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  • Back to index of Communism Versus Capitalism
  • Communism Versus Capitalism

    Francois Tremblay


    Image by U.S. War Department
    Image: "The Attack Begins in the Factory" by the U.S. War Department

         Punkerslut's case consists of two main parts :

    1. Statism (or in this particular case, communism) is more capable of elevating a person's status.
    2. Statism gives one the right to the wealth of one's own labor.

         Since I have already asked questions on all relevant points, I will take over from Mr. Punkerslut's answers.

    1. Is statism more capable of elevating a person's status ?

         He has made a melodramatic appraisal of the supposedly dismal state of capitalist countries, but his appraisal had little evidence to support it. On the other hand, I provided all the statistics available on the relationship between economic freedom and prosperity, as well as other factors. It is hard to look at three-digit GDP per capita in statist countries, and five-digit GDP per capita in semi-capitalist countries, and see them as similar.

         Since statism is easily defeated on this point, the only avenue possible here for Mr. Punkerslut is to compare two particular cases in the hopes that they will be more eloquent in the minds of the readers. The United States and Cuba may be equal in many things (although not in prosperity), but according to Fraser Institute's Index of Human Progress, Japan, Switzerland, Iceland, and even Sweden and Canada all have better health care than both ! The factors included here are life expectancy, infant mortality, baby mortality, and adult mortality.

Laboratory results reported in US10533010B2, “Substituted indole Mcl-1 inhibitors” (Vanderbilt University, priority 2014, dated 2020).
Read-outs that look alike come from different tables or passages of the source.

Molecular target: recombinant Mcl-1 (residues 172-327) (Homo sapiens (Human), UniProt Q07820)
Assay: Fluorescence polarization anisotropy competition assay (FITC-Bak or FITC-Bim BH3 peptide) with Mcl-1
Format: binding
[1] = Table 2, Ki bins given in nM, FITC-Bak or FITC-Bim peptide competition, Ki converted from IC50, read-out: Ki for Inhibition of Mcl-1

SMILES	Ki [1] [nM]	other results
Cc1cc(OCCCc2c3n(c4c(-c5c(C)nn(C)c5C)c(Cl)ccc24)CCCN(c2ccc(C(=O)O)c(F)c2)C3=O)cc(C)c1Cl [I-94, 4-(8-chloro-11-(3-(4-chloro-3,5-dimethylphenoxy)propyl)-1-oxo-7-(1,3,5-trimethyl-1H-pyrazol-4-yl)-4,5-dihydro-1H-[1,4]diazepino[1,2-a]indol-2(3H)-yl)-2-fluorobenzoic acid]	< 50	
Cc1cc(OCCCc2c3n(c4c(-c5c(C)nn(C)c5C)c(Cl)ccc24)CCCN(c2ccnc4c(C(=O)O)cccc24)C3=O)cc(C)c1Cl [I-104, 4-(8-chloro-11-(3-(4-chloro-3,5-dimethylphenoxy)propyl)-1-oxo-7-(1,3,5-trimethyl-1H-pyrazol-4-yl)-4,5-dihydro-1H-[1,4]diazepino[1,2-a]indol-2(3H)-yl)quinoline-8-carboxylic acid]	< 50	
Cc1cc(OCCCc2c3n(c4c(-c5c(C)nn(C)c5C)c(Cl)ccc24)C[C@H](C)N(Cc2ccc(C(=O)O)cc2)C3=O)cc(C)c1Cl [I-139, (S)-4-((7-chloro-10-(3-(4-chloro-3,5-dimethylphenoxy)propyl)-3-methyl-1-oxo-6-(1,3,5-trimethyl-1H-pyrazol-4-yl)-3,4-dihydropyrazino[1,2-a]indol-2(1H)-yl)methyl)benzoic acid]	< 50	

As for the Business Week article, Mr. Punkerslut seems to like quotes, so here is one from Noam Chomsky (in a speech on January 9th, 1997), who says about that very article that :

    "In large measure, that's an effect of policy decisions which were directed to these ends, including the criminal assault-criminal in the technical sense-on labor rights in the '80s which happens to be reviewed rather well in the same journal".

         And he also states, in the same paragraph, about a related article :

    "For example, Business Week in late 1995, reported with wonder that the new Congress "represents a milestone for business. Never before have so many goodies been showered so enthusiastically on America's entrepreneurs.""

         Hardly a condemnation of capitalism ! Mr. Chomsky is here attacking the corporatist system which permits corporations to use political power in order to levvy more profits, and he thinks that article is support for that.

         The argument of brutality is also difficult to defend. Asking him what form of brutality is not a crime under capitalism, his answer is to talk about feudalism, which has nothing to do with the subject, and to use the word "slavery". What kind of slavery ? Mr. Punkerslut must make good on his promise and identify what brutality he thinks is inherent in capitalism.

    2. Does statism stand the comparison on giving people the fruits of their own labour ?

         Mr. Punkerslut has failed to fully address the subject he himself raises. The subject is whether capitalism is the most favourable system for one's life, and his objection on "the right to the wealth of one's own labor" must be applied on this comparative basis.